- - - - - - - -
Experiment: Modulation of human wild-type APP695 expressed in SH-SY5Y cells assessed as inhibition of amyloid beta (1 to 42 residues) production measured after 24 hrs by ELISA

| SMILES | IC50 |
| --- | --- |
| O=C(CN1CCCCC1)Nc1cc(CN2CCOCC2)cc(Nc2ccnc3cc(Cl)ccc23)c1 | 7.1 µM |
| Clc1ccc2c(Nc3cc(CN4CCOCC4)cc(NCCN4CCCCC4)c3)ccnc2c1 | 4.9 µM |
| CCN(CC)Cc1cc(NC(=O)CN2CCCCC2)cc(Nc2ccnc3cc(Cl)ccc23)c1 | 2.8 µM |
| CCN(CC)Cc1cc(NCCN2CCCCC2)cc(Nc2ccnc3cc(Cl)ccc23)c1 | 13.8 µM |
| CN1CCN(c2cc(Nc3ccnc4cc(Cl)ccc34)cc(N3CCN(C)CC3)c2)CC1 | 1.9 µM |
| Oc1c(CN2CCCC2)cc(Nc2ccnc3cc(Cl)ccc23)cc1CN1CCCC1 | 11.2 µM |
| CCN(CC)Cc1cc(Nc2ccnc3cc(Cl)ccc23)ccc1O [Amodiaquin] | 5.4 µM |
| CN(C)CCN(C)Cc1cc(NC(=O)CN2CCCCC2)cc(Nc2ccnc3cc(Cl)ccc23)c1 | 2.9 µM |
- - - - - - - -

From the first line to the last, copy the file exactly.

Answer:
Experiment: Modulation of human wild-type APP695 expressed in SH-SY5Y cells assessed as inhibition of amyloid beta (1 to 42 residues) production measured after 24 hrs by ELISA

| SMILES | IC50 |
| --- | --- |
| O=C(CN1CCCCC1)Nc1cc(CN2CCOCC2)cc(Nc2ccnc3cc(Cl)ccc23)c1 | 7.1 µM |
| Clc1ccc2c(Nc3cc(CN4CCOCC4)cc(NCCN4CCCCC4)c3)ccnc2c1 | 4.9 µM |
| CCN(CC)Cc1cc(NC(=O)CN2CCCCC2)cc(Nc2ccnc3cc(Cl)ccc23)c1 | 2.8 µM |
| CCN(CC)Cc1cc(NCCN2CCCCC2)cc(Nc2ccnc3cc(Cl)ccc23)c1 | 13.8 µM |
| CN1CCN(c2cc(Nc3ccnc4cc(Cl)ccc34)cc(N3CCN(C)CC3)c2)CC1 | 1.9 µM |
| Oc1c(CN2CCCC2)cc(Nc2ccnc3cc(Cl)ccc23)cc1CN1CCCC1 | 11.2 µM |
| CCN(CC)Cc1cc(Nc2ccnc3cc(Cl)ccc23)ccc1O [Amodiaquin] | 5.4 µM |
| CN(C)CCN(C)Cc1cc(NC(=O)CN2CCCCC2)cc(Nc2ccnc3cc(Cl)ccc23)c1 | 2.9 µM |